This section is from "The Horticulturist, And Journal Of Rural Art And Rural Taste", by P. Barry, A. J. Downing, J. Jay Smith, Peter B. Mead, F. W. Woodward, Henry T. Williams. Also available from Amazon: Horticulturist and Journal of Rural Art and Rural Taste.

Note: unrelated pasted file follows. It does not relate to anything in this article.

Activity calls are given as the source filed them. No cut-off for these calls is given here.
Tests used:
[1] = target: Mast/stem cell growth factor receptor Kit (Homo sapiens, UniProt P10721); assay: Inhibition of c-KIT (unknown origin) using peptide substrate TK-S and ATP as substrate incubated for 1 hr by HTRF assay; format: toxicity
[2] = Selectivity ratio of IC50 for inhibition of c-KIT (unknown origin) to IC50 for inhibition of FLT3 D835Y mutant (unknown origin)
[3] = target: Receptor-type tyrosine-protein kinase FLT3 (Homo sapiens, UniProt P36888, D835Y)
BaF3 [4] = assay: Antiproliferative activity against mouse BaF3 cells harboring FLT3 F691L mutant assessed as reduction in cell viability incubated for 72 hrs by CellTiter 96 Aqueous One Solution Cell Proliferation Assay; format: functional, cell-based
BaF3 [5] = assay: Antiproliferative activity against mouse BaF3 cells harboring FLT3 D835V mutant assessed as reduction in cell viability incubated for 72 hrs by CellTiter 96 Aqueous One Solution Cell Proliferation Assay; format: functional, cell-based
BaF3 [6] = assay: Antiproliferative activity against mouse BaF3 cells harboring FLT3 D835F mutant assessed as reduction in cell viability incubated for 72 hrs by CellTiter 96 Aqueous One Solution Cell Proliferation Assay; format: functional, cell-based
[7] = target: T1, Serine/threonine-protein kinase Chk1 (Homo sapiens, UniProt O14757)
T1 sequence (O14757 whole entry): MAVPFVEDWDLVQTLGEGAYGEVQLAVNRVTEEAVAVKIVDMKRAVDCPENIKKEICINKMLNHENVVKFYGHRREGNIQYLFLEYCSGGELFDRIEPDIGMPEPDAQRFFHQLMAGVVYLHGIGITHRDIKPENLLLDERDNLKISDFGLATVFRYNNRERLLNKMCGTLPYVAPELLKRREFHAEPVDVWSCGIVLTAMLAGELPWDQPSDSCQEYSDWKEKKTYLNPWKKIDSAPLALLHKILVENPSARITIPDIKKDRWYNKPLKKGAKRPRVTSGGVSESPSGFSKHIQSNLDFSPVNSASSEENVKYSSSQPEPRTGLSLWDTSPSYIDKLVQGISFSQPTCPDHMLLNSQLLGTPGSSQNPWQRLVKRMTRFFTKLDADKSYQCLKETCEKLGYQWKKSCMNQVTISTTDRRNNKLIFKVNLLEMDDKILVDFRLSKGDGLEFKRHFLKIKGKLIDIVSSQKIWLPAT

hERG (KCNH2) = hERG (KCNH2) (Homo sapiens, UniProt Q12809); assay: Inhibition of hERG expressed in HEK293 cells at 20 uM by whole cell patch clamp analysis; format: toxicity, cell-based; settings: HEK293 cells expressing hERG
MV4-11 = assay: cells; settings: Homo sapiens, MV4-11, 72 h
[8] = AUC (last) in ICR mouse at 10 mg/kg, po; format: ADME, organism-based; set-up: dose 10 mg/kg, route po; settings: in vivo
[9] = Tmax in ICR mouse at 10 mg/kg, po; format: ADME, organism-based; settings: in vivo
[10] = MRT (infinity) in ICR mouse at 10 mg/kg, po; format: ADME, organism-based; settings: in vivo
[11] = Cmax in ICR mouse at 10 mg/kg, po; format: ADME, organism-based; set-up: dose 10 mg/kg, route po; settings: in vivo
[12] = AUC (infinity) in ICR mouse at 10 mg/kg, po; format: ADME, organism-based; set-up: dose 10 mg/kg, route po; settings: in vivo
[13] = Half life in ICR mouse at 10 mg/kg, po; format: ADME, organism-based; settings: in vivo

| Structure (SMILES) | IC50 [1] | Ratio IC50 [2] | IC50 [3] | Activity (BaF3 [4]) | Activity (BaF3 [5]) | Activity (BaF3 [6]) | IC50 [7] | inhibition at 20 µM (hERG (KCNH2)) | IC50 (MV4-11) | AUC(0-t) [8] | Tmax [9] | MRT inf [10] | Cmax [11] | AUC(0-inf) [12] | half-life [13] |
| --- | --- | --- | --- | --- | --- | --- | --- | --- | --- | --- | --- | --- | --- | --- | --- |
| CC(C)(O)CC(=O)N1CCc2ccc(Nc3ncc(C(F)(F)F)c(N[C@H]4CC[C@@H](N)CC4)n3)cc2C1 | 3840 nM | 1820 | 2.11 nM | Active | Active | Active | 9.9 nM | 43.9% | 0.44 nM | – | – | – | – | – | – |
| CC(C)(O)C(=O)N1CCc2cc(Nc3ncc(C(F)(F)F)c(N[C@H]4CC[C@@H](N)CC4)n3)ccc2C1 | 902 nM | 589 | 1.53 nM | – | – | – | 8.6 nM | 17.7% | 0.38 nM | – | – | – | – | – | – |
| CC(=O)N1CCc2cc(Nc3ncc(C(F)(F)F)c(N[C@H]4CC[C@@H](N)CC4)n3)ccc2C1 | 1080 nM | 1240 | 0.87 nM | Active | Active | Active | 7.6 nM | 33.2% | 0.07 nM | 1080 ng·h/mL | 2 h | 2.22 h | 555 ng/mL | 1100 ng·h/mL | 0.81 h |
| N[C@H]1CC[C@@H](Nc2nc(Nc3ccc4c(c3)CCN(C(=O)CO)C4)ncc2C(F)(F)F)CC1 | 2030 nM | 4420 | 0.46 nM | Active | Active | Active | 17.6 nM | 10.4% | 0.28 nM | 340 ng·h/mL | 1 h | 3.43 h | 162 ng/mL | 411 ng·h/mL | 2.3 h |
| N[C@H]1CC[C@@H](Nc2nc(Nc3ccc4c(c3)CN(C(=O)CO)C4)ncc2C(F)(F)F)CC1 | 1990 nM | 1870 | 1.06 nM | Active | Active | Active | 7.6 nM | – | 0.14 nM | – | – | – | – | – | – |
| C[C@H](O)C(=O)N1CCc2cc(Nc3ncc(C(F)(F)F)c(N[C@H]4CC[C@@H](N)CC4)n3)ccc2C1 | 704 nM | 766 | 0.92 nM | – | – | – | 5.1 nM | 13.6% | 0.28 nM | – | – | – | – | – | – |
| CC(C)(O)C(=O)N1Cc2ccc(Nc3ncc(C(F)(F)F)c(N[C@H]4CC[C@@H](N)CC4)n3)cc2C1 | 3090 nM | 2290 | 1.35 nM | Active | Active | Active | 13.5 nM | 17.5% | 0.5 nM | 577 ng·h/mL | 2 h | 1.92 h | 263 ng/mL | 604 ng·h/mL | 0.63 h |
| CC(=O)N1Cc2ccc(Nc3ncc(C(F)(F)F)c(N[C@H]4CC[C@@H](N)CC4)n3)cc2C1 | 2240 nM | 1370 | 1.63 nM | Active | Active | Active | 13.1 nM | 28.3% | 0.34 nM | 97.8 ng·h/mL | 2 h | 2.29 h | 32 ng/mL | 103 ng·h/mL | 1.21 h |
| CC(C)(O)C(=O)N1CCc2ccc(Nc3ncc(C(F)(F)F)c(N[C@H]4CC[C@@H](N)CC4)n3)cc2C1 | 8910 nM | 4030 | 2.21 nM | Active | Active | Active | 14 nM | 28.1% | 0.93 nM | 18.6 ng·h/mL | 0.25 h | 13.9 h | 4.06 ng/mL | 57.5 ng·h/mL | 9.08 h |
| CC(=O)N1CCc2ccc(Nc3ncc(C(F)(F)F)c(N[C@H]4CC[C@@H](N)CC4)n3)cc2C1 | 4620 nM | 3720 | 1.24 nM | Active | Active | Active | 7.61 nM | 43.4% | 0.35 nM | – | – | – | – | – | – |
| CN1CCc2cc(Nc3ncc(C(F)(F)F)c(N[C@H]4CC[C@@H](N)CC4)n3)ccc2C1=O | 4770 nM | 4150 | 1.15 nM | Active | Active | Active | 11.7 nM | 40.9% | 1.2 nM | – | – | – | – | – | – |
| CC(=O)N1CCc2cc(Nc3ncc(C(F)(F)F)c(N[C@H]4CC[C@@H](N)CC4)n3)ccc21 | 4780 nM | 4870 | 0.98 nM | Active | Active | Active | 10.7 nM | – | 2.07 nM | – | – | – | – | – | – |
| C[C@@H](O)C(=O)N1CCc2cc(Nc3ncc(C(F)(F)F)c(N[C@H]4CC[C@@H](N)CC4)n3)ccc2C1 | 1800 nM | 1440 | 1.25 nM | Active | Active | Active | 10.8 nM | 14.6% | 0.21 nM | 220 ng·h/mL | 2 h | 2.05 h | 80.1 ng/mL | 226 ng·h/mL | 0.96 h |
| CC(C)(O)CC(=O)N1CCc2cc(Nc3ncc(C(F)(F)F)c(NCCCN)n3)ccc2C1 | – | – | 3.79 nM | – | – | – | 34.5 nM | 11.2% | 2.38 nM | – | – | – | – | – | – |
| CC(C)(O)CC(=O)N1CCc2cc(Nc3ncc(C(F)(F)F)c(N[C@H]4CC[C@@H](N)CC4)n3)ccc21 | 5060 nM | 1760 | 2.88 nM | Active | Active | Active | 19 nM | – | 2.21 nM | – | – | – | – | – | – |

Two ladies on a return from the south of Europe in 1656, placed specimens of dried leaves, seeds, mosses, etc, in a book with black sheets of paper. A bulb found on the rock of Gibraltar being too large, the lady took off three pieces of the outer skin or scales from the outside of the bulb, and sewed them with thread to one of the paper leaves of the book. After their return, the book was placed in her dressing room, and in 1857, having gone on another tour, on their return, one of them took the book from the press and was surprised to observe that its cover was not lying flat but bulged up; she opened it, and to her astonishment found that from the bottom of each of the three scales, small bulbs had commenced to grow. This book had been in a perfectly dry state in a dry room for more than a year, and fourteen months had elapsed since the scales were sewed in. This curious case is analogous to one recorded in last year's Horticulturist, page 169, with an illustration.